Sylvie Currin’s Kaitāia mural wins Keep NZ Beautiful award

Kaitāia artist Sylvie Currin with her mural Kauri, Spirit of Resilience that was a winner in Keep New Zealand Beautiful’s Resene Nature Mural Competition.

A Kaitāia artist hopes her Banksy-inspired, award-winning mural will inspire the area’s youth to take care of their environment.

Sylvie Currin’s mural Kauri, Spirit of Resilience was one of 10 winners in the Keep New Zealand Beautiful’s Resene Nature Mural Competition and the artwork is now adorning a once-tired looking wall on Ward Lane, behind Kaitāia’s Hospice Shop.

Northlander Terri Donaldson, from Maungaturoto, was another winner with her work The Creatures of Kaipara.

Currin, originally from the Czech Republic, was inspired by the Māori proverb ‘I orea te tuatara ka puta ki waho – A problem is solved by continuing to find solutions’ for her entry into the competition and thought she’d also use a bit of Banksy-style stencil art to give it added impact.

“This (proverb) profoundly resonates with me – it encapsulates a spirit of resilience, a push to persevere in the face of adversity, something we all can relate to in challenging times. Drawn towards its encouraging message, I felt inspired to incorporate this idea into a design meant to reinvigorate one of Kaitāia’s neglected and weather-beaten walls I frequently pass by,’’ she said.

The mural is painted in the style of renowned UK artist Banksy and illustrates children working together to plant a kauri tree with the words ‘from small beginnings come great things’.

“With this symbolic image, I wish to convey that even small acts have profound value and can bring positive change. I’ve chosen to draw inspiration from Banksy to resonate with a younger audience, instilling in them this powerful yet simple narrative of action and impact.

“I have really enjoyed working on my mural of children planting a kauri tree. It was a great privilege to have an opportunity to create an artwork of encouragement and hope in our community. I wish that this simple message, delivered in street art style, would inspire passers-by to nurture life and the environment.’’

A striking part of the mural is that it also uses an older, faded promotional artwork that was first put on the rough wall in about 1963, of a vehicle battery. She said this was part of why she wanted to use the wall as it also went back to part of the town’s history.

Kaitāia artist Sylvie Currin’s mural Kauri, Spirit of Resilience, that has been painted on the back of the town’s Hospice Shop with the aim of inspiring youngsters to take care of the environment.
Kaitāia artist Sylvie Currin’s mural Kauri, Spirit of Resilience, that has been painted on the back of the town’s Hospice Shop with the aim of inspiring youngsters to take care of the environment.

“There was a workshop here originally and that was painted on there about 1963 and I thought it would be good for the background, so I really wanted to keep that part of it. The feedback from people has been wonderful and really positive and I hope it can inspire others to take an interest in and look after the environment.’’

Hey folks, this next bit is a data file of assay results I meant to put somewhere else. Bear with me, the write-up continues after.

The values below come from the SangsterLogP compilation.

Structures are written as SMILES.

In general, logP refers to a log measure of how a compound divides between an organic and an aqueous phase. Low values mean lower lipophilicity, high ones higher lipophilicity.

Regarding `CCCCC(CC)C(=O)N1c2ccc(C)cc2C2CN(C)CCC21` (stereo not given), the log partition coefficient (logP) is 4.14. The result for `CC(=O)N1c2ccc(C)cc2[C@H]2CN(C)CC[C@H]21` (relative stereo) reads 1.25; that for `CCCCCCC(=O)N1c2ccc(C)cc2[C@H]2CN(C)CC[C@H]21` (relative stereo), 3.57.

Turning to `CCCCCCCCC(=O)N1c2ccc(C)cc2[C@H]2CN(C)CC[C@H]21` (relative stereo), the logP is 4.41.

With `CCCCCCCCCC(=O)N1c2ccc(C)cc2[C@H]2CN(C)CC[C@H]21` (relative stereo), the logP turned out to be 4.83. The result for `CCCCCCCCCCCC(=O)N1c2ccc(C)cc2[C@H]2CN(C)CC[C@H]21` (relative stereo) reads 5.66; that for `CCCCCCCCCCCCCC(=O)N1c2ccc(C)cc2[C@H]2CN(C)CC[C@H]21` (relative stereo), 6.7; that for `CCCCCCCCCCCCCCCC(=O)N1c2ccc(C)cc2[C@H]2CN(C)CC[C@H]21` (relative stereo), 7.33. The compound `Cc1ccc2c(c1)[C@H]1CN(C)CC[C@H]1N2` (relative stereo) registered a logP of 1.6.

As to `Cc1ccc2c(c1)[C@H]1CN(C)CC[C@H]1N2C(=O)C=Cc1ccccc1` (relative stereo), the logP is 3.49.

Currin said she really enjoyed working on the Banksy-inspired mural of children planting a kauri tree, with the black-and-white stencil work standing out.

“Thank you so much to all of the people who supported me and to the outstanding typographer Helena Santava for her typeset. Thanks to the wonderful locals who cheered me on while I was battling an uneven wall and heights on scaffolding. I wish that this simple message, delivered in graffiti-like style, would inspire passers-by to nurture life and environment.’’

Winning artists in the awards received a $1000 commission once the mural is completed, along with a $750 Resene paint voucher and other materials.

Keep New Zealand Beautiful CEO Heather Saunderson said the competition provides a great opportunity for artists to beautify their local communities.

“The beautification of public spaces greatly benefits communities by increasing civic pride, deterring vandalism and reducing anti-social behaviour such as littering and graffiti.

“We were impressed with the dozens of high-calibre entries we received, so much so that narrowing the selection to just 10 winners was a tough task. We’re thrilled to see the end result of Sylvie’s mural coming to life.’’

It’s not the first Keep New Zealand Beautiful award for the Far North, with Kaitāia and Awanui winning major awards in recent years.

Other winners in the awards were:

Terri Donaldson (Maungaturoto): The Creatures of Kaipara

Brigita Botma (Coromandel Town): Give a Hoot, Don’t Pollute

Mel Eaton (Christchurch): Floating with Whio

Natasha Fitzpatrick (Auckland): Protect Us

Stan Mans (Hastings): Breath of Life

Melisa Nocelli (Arrowtown): Where Wildlife Matters

Kiran Parbhu (Wellington): The Birds and the Bees (and all the pollinators in between!)

Romina Romero (Auckland): Pukapuka o Tamaki (Lungs of Auckland)

Robert Scanlan (Christchurch): The Southern Migration of the Godwit

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